Laura Graves retires Olympic bronze medal horse Verdades

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Less than seven months before the 2020 Tokyo Olympics, U.S. dressage rider Laura Graves has retired her 2016 Rio bronze medal horse Verdades.

Graves made the announcement via Instagram, saying, “I’ve always promised that I would do my best to listen and make the right choice for him when this time came. It became clear in recent weeks that he was not going to be able to return to his usual top form in 2020.”

Verdades, an 18-year-old KWPN gelding also known as “Diddy,” has been with Graves since he was 6 months old. Horses can live well into their 30s, and while there is no maximum age for a horse competing in the Olympics, 18 is generally considered senior, or close to it.

Graves brought Diddy up through the ranks herself, which is uncommon at the Olympic level.

“This horse not only achieved every goal we ever set, but he fulfilled dreams that I never knew I had,” she wrote on Instagram. “Not always the easiest, it was his generous heart and incredible sense of loyalty that made him one of a kind.”

The duo took the U.S. dressage world by storm at the 2014 dressage national championships and made their World Equestrian Games debut later that year in Normandy. They finished fifth in the Grand Prix Freestyle and went on to take team gold and individual silver at the 2015 Pan Am Games.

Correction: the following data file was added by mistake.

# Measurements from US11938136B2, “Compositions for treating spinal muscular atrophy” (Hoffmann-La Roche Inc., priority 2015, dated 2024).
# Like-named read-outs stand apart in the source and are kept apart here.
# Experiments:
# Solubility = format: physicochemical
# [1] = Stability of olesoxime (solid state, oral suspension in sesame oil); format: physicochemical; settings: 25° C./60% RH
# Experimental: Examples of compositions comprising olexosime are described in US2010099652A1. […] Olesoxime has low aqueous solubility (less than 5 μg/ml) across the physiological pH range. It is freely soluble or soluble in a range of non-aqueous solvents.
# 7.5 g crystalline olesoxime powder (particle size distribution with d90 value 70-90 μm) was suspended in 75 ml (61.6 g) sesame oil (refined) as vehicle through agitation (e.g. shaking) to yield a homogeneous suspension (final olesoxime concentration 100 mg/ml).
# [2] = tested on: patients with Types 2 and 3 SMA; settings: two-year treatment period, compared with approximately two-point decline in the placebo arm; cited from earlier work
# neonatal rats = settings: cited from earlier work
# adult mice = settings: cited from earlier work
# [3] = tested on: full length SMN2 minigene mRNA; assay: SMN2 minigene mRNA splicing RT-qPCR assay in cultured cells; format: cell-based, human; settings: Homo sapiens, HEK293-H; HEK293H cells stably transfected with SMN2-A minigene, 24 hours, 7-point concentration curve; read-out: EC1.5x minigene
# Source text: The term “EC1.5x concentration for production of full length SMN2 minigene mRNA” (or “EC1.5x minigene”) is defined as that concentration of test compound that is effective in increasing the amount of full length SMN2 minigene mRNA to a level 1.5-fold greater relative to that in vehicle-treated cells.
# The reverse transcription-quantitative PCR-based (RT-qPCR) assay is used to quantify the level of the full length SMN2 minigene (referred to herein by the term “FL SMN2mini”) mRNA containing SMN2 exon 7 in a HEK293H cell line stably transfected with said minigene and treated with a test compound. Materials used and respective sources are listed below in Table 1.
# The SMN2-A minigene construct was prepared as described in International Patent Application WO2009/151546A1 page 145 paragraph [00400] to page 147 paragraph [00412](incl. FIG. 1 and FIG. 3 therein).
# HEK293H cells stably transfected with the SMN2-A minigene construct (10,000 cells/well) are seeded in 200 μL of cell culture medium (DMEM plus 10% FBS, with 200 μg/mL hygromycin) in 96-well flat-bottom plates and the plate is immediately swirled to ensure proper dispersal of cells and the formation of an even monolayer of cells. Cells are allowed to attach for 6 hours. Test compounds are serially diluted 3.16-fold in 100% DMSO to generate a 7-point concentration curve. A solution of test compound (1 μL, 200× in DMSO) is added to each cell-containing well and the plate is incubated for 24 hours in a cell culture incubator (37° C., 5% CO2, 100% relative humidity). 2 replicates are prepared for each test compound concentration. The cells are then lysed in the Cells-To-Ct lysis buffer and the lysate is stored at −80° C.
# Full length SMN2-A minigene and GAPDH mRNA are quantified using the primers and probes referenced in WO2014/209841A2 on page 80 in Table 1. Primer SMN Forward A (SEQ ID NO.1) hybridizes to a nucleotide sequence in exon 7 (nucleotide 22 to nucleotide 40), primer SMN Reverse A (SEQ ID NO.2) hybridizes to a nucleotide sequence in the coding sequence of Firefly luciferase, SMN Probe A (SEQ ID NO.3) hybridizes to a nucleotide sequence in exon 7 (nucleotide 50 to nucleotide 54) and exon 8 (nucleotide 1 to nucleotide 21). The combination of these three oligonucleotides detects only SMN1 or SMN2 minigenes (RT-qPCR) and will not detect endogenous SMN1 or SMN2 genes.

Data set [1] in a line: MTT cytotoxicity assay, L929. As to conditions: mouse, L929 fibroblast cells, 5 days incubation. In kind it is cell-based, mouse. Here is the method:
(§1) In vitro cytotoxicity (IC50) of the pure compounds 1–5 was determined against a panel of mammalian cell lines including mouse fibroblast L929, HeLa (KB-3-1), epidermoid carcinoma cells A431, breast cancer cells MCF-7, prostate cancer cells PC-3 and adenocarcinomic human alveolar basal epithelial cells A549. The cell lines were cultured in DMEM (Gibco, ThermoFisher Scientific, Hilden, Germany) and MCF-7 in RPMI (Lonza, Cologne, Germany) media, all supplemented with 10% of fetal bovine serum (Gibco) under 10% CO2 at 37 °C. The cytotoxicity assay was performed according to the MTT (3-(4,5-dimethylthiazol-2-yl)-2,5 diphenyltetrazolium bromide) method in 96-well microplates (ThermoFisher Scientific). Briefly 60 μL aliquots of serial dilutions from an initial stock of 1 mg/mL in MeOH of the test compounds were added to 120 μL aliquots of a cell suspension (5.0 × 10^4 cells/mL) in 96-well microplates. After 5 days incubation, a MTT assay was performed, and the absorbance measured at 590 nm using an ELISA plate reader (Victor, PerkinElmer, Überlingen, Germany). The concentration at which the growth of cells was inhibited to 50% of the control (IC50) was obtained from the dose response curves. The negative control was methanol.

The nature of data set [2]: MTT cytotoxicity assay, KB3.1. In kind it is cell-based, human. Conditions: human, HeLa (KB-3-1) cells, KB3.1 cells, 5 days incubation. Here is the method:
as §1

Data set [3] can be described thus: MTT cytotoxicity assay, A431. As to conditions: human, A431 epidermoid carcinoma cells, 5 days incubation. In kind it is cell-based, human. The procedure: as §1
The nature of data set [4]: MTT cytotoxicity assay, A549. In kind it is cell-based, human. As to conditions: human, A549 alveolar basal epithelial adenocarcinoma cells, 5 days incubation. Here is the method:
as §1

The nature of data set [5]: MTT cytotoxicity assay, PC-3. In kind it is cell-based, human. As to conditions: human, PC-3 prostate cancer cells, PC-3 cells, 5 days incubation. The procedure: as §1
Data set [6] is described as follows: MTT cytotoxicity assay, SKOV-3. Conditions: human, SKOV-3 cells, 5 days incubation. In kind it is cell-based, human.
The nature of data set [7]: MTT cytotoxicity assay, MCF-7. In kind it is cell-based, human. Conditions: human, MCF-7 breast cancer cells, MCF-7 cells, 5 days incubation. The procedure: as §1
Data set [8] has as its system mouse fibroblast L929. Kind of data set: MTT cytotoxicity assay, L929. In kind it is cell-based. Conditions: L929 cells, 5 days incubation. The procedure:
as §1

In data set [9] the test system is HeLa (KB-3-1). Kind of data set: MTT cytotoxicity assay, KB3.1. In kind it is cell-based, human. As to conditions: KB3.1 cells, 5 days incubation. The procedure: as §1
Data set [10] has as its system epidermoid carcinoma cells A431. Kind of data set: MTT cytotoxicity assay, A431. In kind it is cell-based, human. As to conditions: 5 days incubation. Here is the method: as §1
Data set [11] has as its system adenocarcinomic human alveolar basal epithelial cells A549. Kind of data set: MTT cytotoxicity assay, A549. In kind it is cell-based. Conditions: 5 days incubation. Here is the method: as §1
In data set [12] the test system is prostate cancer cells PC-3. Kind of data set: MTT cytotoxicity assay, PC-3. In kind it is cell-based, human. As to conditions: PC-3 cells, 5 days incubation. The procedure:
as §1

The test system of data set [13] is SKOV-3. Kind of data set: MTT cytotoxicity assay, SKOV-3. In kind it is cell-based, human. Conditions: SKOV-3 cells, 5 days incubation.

At the 2016 Rio Olympics, Graves and Diddy helped push the U.S. to team bronze, and they finished just out of the individual medals in fourth place.

Since their Cinderella Olympics, the pair have been a staple on the U.S. Dressage Team, picking up double silver at the 2018 World Equestrian Games in Tryon, N.C., behind dominant German equestrian Isabell Werth. They peaked at No. 1 in the world dressage rankings in October of 2018.

The following spring, they were runners up to Werth yet again at the 2019 FEI World Cup Dressage Final in Gothenburg in what would become their last competition together.